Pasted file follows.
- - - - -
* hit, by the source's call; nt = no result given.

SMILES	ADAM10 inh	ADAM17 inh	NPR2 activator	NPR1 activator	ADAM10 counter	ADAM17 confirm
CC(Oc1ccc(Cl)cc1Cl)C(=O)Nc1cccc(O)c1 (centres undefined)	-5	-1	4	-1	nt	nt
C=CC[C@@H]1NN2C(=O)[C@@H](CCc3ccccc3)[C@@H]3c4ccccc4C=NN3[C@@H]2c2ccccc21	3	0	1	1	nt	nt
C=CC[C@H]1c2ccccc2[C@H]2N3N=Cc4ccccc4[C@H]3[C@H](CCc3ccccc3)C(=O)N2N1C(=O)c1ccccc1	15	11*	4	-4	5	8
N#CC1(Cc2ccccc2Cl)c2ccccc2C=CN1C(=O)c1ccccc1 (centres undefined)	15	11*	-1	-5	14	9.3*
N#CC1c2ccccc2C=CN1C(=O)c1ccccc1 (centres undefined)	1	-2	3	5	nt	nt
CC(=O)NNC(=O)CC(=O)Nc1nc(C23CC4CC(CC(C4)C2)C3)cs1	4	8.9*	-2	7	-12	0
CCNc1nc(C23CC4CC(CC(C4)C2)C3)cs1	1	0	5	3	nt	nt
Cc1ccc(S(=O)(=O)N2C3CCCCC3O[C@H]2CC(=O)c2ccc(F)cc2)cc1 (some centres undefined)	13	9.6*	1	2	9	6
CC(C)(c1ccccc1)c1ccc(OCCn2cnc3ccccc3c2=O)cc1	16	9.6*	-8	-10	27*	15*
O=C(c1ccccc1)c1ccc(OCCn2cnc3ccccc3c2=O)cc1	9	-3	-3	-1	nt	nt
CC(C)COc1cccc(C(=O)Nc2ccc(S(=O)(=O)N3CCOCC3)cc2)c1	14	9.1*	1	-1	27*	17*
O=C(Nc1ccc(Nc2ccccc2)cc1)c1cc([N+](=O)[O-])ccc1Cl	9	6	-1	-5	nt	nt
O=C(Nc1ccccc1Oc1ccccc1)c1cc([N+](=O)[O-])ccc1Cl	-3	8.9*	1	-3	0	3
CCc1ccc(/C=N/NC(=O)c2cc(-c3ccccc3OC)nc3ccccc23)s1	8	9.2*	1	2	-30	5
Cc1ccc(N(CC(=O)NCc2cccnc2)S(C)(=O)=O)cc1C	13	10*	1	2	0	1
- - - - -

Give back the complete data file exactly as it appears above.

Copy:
* hit, by the source's call; nt = no result given.

SMILES	ADAM10 inh	ADAM17 inh	NPR2 activator	NPR1 activator	ADAM10 counter	ADAM17 confirm
CC(Oc1ccc(Cl)cc1Cl)C(=O)Nc1cccc(O)c1 (centres undefined)	-5	-1	4	-1	nt	nt
C=CC[C@@H]1NN2C(=O)[C@@H](CCc3ccccc3)[C@@H]3c4ccccc4C=NN3[C@@H]2c2ccccc21	3	0	1	1	nt	nt
C=CC[C@H]1c2ccccc2[C@H]2N3N=Cc4ccccc4[C@H]3[C@H](CCc3ccccc3)C(=O)N2N1C(=O)c1ccccc1	15	11*	4	-4	5	8
N#CC1(Cc2ccccc2Cl)c2ccccc2C=CN1C(=O)c1ccccc1 (centres undefined)	15	11*	-1	-5	14	9.3*
N#CC1c2ccccc2C=CN1C(=O)c1ccccc1 (centres undefined)	1	-2	3	5	nt	nt
CC(=O)NNC(=O)CC(=O)Nc1nc(C23CC4CC(CC(C4)C2)C3)cs1	4	8.9*	-2	7	-12	0
CCNc1nc(C23CC4CC(CC(C4)C2)C3)cs1	1	0	5	3	nt	nt
Cc1ccc(S(=O)(=O)N2C3CCCCC3O[C@H]2CC(=O)c2ccc(F)cc2)cc1 (some centres undefined)	13	9.6*	1	2	9	6
CC(C)(c1ccccc1)c1ccc(OCCn2cnc3ccccc3c2=O)cc1	16	9.6*	-8	-10	27*	15*
O=C(c1ccccc1)c1ccc(OCCn2cnc3ccccc3c2=O)cc1	9	-3	-3	-1	nt	nt
CC(C)COc1cccc(C(=O)Nc2ccc(S(=O)(=O)N3CCOCC3)cc2)c1	14	9.1*	1	-1	27*	17*
O=C(Nc1ccc(Nc2ccccc2)cc1)c1cc([N+](=O)[O-])ccc1Cl	9	6	-1	-5	nt	nt
O=C(Nc1ccccc1Oc1ccccc1)c1cc([N+](=O)[O-])ccc1Cl	-3	8.9*	1	-3	0	3
CCc1ccc(/C=N/NC(=O)c2cc(-c3ccccc3OC)nc3ccccc23)s1	8	9.2*	1	2	-30	5
Cc1ccc(N(CC(=O)NCc2cccnc2)S(C)(=O)=O)cc1C	13	10*	1	2	0	1